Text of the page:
Hospice Telemedicine Slashes Hospital Visits

The increased use of hospice telehealth during COVID-19 has reduced 911 calls and emergency department visits, generating significant cost savings. Preventing those events is a key priority for Medicare and other payers, and hospices can leverage their successes on those metrics to attract referral partners and health plans.

Among a group of 44 hospice patients, emergency department visits and 911 calls dropped to 4.5% for those who received a telehealth intervention, down from 54%, according to a study published in the journal Computers Informatics Nursing.

Telehealth utilization swelled during the pandemic. Hospices will likely continue expanding these services in the long run to supplement in-person care. Telehealth has been a crucial avenue for hospices to continue reaching patients in a time of social distancing and severely restricted access to facility-bound patients.


“A telemedicine hospice care application may benefit a palliative and hospice organization by enhancing patient clinical outcomes and decreasing emergency department visit rates,” according to the study. “There were statistically significant differences in the number of emergency department visits and 911 calls between the two points in time.”

The patients involved in the research had 24-hour access to hospice clinicians via telehealth during the study period.

Hospices have been able to continue interdisciplinary services via telemedicine for patients who are receiving routine home care. Telehealth has played a vital role in the ability to continue reaching patients and their families to maintain continuity of care while limiting in-person contact that could spread the COVID-19 virus.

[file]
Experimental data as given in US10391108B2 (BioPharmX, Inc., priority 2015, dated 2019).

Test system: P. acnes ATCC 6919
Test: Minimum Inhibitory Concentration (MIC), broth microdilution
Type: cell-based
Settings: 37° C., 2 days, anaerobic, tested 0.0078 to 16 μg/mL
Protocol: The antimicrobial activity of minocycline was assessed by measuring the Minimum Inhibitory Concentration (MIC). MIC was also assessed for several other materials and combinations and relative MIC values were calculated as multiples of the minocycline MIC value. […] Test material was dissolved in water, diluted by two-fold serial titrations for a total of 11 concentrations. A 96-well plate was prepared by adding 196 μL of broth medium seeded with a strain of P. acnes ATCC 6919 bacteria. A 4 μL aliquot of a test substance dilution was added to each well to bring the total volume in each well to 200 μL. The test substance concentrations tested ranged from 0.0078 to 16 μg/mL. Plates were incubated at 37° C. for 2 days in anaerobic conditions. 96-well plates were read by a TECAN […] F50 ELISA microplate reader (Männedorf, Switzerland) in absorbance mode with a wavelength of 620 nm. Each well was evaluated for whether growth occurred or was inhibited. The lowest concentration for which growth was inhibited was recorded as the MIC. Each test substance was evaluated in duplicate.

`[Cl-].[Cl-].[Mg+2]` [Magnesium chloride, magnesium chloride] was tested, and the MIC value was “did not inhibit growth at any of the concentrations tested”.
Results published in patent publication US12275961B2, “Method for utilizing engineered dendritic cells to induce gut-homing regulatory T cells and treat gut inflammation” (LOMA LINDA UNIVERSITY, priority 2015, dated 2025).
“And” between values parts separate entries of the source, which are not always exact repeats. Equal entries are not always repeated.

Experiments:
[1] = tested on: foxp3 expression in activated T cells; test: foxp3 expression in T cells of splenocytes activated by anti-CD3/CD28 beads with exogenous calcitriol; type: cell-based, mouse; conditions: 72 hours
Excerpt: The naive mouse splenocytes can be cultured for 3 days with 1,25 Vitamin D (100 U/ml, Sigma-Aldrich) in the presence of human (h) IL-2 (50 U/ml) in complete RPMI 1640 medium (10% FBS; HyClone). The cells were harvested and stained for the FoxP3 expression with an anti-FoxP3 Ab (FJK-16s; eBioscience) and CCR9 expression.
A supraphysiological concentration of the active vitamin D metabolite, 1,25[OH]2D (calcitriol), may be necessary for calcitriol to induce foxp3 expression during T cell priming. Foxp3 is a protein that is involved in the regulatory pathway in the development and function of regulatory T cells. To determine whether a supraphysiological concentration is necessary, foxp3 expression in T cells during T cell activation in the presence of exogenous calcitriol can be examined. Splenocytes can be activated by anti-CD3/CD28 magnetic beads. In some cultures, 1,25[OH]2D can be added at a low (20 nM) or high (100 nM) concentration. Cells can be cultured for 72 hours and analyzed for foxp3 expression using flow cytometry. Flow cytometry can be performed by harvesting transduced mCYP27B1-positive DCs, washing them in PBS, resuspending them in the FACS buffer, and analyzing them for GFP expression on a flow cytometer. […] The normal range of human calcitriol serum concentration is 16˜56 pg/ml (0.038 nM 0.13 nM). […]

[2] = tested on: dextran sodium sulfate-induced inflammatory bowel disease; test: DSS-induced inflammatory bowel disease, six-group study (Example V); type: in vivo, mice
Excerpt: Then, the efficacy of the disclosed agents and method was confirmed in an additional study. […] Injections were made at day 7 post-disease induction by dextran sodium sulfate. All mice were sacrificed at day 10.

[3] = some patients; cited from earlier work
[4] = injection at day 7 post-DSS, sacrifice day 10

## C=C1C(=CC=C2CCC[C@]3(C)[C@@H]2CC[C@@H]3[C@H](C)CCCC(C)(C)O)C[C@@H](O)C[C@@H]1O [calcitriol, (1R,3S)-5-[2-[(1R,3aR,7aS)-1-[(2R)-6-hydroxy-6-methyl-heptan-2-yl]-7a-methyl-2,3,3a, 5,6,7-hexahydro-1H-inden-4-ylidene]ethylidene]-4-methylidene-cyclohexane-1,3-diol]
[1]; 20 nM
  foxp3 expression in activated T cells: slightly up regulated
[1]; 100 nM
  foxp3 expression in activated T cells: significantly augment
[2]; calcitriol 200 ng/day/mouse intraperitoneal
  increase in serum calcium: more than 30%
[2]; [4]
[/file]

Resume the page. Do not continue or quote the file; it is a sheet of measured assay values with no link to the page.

Provisions related to hospice telehealth were molded into the $2.2 trillion CARES Act, designed to help the economy and essential industries weather the COVID-19 storm. These included permitting practitioners to recertify patients via telemedicine rather than face-to-face encounters. During the federally declared national emergency, the U.S. Department of Health and Human Services waived certain regulatory requirements under section 1135 of the Social Security Act, allowing the U.S. Centers for Medicaid and Medicare Services (CMS) to relax telehealth rules.

A Senate bill proposed in May could make many of those temporary telehealth flexibilities permanent. If enacted, the Creating Opportunities Now for Necessary and Effective Care Technologies (CONNECT) for Health Act of 2021 would do just that, while expanding Medicare telehealth coverage.

Data tracking a provider’s performance on reducing emergency department visits, hospitalizations and readmissions will be essential for hospices seeking to participate in value-based payment programs. These include the direct contracting models and the value-based insurance design demonstration, often called the Medicare Advantage hospice carve-in. These payment models incentivize reductions in high acuity utilization. 

Hospices also see value in the efficiencies that telehealth can create, including reduced travel time and expenses for staff to reach a patient’s location. Nearly half of respondents (47%) of respondents to Hospice News’ 2021 Hospice Industry Outlook Report indicated that telehealth would yield the highest return among  technology investments this year compared to 2020. Telehealth outpaced other solutions such as predictive analytics (20%) and electronic health record systems (29%).

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